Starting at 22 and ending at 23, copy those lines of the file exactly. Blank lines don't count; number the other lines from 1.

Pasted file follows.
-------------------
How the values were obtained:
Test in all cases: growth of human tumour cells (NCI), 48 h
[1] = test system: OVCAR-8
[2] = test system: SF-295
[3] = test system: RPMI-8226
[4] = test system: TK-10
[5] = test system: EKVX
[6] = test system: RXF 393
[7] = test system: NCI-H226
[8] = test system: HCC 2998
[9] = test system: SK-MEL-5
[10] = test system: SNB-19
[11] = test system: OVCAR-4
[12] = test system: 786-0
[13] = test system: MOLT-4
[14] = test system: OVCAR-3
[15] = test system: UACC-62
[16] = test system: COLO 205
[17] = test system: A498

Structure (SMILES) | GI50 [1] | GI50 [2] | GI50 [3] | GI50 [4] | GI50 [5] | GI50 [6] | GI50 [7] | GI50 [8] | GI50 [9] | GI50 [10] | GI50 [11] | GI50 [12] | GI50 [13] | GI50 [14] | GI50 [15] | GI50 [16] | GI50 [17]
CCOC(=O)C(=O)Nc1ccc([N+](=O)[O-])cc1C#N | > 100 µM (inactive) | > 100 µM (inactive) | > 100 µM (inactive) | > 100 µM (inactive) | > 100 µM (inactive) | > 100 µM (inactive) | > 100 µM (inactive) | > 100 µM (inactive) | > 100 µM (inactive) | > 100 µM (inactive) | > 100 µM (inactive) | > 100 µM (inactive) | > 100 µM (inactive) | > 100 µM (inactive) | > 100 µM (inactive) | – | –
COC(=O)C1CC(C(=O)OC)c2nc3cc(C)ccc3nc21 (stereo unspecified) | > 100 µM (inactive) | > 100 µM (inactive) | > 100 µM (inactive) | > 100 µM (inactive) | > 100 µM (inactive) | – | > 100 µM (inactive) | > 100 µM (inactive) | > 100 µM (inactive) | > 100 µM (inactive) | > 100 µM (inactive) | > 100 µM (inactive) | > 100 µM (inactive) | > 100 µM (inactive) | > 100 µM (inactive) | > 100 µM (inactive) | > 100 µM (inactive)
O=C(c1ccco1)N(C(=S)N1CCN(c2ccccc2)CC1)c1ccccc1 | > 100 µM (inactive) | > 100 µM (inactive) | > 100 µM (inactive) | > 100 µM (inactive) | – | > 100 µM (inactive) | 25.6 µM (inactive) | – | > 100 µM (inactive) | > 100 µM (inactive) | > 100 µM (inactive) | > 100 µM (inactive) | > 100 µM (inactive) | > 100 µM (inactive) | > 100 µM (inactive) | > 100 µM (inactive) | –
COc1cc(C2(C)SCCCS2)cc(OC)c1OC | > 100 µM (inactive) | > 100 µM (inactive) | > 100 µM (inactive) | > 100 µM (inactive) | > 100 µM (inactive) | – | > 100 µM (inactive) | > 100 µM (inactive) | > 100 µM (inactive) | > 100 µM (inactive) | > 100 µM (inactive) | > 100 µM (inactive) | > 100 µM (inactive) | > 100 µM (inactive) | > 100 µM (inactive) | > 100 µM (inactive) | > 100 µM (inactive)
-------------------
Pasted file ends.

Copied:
COC(=O)C1CC(C(=O)OC)c2nc3cc(C)ccc3nc21 (stereo unspecified) | > 100 µM (inactive) | > 100 µM (inactive) | > 100 µM (inactive) | > 100 µM (inactive) | > 100 µM (inactive) | – | > 100 µM (inactive) | > 100 µM (inactive) | > 100 µM (inactive) | > 100 µM (inactive) | > 100 µM (inactive) | > 100 µM (inactive) | > 100 µM (inactive) | > 100 µM (inactive) | > 100 µM (inactive) | > 100 µM (inactive) | > 100 µM (inactive)
O=C(c1ccco1)N(C(=S)N1CCN(c2ccccc2)CC1)c1ccccc1 | > 100 µM (inactive) | > 100 µM (inactive) | > 100 µM (inactive) | > 100 µM (inactive) | – | > 100 µM (inactive) | 25.6 µM (inactive) | – | > 100 µM (inactive) | > 100 µM (inactive) | > 100 µM (inactive) | > 100 µM (inactive) | > 100 µM (inactive) | > 100 µM (inactive) | > 100 µM (inactive) | > 100 µM (inactive) | –